• where a bankruptcy or winding up order is subject to an appeal, insolvency practitioners are expected to continue to act in the best interests of creditors without prejudging the result of the appeal. It would be anomalous to require them to continue to do so pending the outcome of an appeal on the one hand, but depriving them of their right of recovery from the bankrupt’s estate should the appeal succeed on the other; and


  • the Debtor should not “take the hit” where the CA has previously ruled that the bankruptcy proceedings were commenced by the Petitioner in breach of the ECJ and the bankruptcy petition should not have been presented in the first place, a ruling which has been upheld by the CFA.

The CA has observed that, where there has been a reversal of a bankruptcy order, there may also be a question whether any ad valorem fees are payable at all (ad valorem fees are a form of levy payable to the Government of Hong Kong on the aggregate amount of assets realised in a bankruptcy or liquidation to support the services provided by the OR’s office generally for the administration of liquidations and bankruptcies in Hong Kong). The CA declined to express any opinion on the issue as it has not been asked to adjudicate this matter, and directed that any unresolved dispute should be brought before the Court of First Instance.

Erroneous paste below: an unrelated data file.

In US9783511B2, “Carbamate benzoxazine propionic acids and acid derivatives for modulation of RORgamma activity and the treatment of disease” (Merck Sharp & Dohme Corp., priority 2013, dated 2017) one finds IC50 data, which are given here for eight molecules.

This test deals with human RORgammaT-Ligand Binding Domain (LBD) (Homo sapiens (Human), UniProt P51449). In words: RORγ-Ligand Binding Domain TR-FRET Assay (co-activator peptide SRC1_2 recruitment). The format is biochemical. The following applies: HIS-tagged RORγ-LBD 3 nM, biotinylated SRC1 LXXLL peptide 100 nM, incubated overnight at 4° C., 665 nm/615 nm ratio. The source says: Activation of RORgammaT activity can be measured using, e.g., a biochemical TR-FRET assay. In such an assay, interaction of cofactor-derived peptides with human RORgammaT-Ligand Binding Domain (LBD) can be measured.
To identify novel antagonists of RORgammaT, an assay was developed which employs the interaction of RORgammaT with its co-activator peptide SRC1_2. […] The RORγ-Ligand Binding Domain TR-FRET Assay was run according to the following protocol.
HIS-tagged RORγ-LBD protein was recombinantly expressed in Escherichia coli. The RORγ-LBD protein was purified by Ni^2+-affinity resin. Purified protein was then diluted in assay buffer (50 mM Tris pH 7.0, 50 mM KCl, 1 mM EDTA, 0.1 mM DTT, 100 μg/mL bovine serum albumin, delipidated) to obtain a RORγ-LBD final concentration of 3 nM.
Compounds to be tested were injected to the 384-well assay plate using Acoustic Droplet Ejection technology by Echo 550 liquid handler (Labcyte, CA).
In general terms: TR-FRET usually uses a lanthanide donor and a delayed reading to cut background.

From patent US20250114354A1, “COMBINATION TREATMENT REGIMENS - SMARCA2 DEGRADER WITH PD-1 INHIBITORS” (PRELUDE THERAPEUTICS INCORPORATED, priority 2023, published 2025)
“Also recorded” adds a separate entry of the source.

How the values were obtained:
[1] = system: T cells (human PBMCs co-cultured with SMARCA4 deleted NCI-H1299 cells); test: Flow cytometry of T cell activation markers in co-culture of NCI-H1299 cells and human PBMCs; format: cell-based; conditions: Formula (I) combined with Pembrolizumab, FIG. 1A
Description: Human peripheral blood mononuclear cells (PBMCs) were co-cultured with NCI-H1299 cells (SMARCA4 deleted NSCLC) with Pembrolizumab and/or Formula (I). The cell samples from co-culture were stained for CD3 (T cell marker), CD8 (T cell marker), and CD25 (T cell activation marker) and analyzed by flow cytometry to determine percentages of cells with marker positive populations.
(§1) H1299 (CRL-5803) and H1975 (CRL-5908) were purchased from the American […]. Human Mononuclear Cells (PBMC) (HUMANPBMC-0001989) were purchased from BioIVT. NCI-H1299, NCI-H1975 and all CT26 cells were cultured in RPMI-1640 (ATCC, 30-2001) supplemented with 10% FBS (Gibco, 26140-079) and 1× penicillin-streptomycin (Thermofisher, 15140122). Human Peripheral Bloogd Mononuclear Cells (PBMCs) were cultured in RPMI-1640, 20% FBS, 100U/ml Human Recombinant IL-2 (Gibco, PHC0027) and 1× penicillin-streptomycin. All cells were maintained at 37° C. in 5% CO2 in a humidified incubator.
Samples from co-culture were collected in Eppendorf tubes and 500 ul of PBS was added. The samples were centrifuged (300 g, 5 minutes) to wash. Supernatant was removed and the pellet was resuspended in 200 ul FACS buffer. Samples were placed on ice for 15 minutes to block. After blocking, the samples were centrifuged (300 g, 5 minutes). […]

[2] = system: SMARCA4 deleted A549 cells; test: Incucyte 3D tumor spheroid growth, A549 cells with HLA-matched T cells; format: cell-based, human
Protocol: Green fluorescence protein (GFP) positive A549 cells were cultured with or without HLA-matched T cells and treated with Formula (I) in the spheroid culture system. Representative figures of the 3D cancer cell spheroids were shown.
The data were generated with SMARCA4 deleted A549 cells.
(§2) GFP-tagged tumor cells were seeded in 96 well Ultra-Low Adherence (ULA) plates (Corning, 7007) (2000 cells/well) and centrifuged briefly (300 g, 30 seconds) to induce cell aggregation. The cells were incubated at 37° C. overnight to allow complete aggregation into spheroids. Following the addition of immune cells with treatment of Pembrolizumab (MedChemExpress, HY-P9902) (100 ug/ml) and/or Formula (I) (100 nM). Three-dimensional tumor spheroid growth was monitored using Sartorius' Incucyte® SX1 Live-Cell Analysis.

Whether indemnity costs should be ordered

The CA took the view that no general rule or presumption should be adopted in Hong Kong for ordering indemnity costs against a litigant who has brought proceedings in Hong Kong in breach of a jurisdiction agreement. This is not limited to insolvency proceedings but applies to all proceedings brought in breach of a jurisdiction agreement.